Gov. Janet Mills speaks at an event celebrating and cultivating Maine’s outdoor recreation economy on Friday. “We are people who have been seeking wonder in the wild for generations,” she said.   Hannah LaClaire / The Times Record

FREEPORT — While Maine’s outdoor recreation economy continues to be a boon for the state, national participation in outdoor recreation is not advancing the way industry leaders would like to see, according to Patricia Rojas-Ungar, vice president of government affairs for the Outdoor Industry Association.

Currently, only about 50% of people say they participate in outdoor recreation at least once per year, she said during a panel discussion, which means that half the population do not participate at all. Only 20% of people say that participate at least once per week, which, especially as it relates to children, is troubling, she said. 

Rojas-Ungar joined Gov. Janet Mills; Shawn Gorman, executive chairman of the L.L. Bean Board of Directors; Carolann Ouellette, director of the Maine Office of Outdoor Recreation; and other industry leaders Friday afternoon to discuss the state of Maine’s outdoor recreation economy.

Healthcare plans and the cost of medical care are a primary concern for many Americans, Rojas-Ungar said, but a great deal of money is spent to treat chronic illnesses created or compounded by inactivity. 

For healthier communities, states, municipalities and even retailers should work to promote outdoor recreation and Maine’s natural resources, she and others argued.

Plus, our natural resources will help bring more businesses into Maine, Stephen Smith, L.L. Bean president said


Outdoor recreation generates 4.8% of Maine’s economy, more than double the national average, ranking behind only Montana and Hawaii for the value outdoor recreation provides the state’s economy, according to the Bureau of Economic Analysis.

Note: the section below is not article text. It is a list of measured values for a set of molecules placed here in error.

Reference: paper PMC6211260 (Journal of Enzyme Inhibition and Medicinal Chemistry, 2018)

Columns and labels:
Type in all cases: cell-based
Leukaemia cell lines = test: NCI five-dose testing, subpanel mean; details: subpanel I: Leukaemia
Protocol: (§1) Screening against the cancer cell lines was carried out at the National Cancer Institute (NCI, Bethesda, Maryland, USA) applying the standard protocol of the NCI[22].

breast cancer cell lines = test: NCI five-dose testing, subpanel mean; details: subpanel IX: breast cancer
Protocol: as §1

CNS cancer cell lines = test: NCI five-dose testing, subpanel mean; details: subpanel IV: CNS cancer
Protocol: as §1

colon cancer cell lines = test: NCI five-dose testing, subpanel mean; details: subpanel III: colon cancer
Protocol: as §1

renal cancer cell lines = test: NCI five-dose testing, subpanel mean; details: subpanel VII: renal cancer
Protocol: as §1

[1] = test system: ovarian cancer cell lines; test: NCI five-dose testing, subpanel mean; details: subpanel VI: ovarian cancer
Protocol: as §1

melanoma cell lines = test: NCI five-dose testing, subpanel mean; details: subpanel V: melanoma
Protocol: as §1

Outdoor recreation accounts for 6.4% of employment and supports more than 40,000 Maine jobs. The industry contributes $3 billion to Maine’s economy, $328 million of which is accounted for in the manufacturing of outdoor recreation goods alone. 

According to Headwaters Economics, boating and fishing add the most value to the economy, at an estimated $266 million, followed by $187 million from the purchase of apparel and accessories, $147 million from RVing and $80 million from snow activities. 

The outdoors play a central role in the state’s heritage and identity as well as its economy, Mills said, adding, “we are people who have been seeking wonder in the wild for generations.” 

The “cascade effect” of recreation is also substantial, she said, with activities like hunting, fishing, camping, hiking, boating and some sports continuing about $209 billion in added value to the state’s economy. 

Investments in outdoor recreation infrastructure programming may “significantly improve educational outcomes for students of all ages,” she said. “They can lower public health costs by reducing stress and obesity and it can improve physical fitness and strengthen bonds among family and friends. Maine’s outdoor recreation industry creates jobs that strengthen our economy and inspires us all to lead healthier lives,” she said, adding that the industry is poised for significant growth. 

Last month, Mills signed the Outdoor Recreation Confluence Accords, a “bipartisan organization developing a national platform to grow the outdoor recreation industry, protect our nation’s wild places and transform conservation into a driver for economic prosperity,” according to the accords website. “We are proving the great outdoors are our greatest resource.” 

Maine joined Colorado, Montana, North Carolina, Oregon, Utah, Washington, Wyoming Michigan, New Mexico, Nevada Vermont and Virginia in promising to uphold and promote the core principles of conservation and stewardship, education and workforce training, economic development and public health and wellness. 

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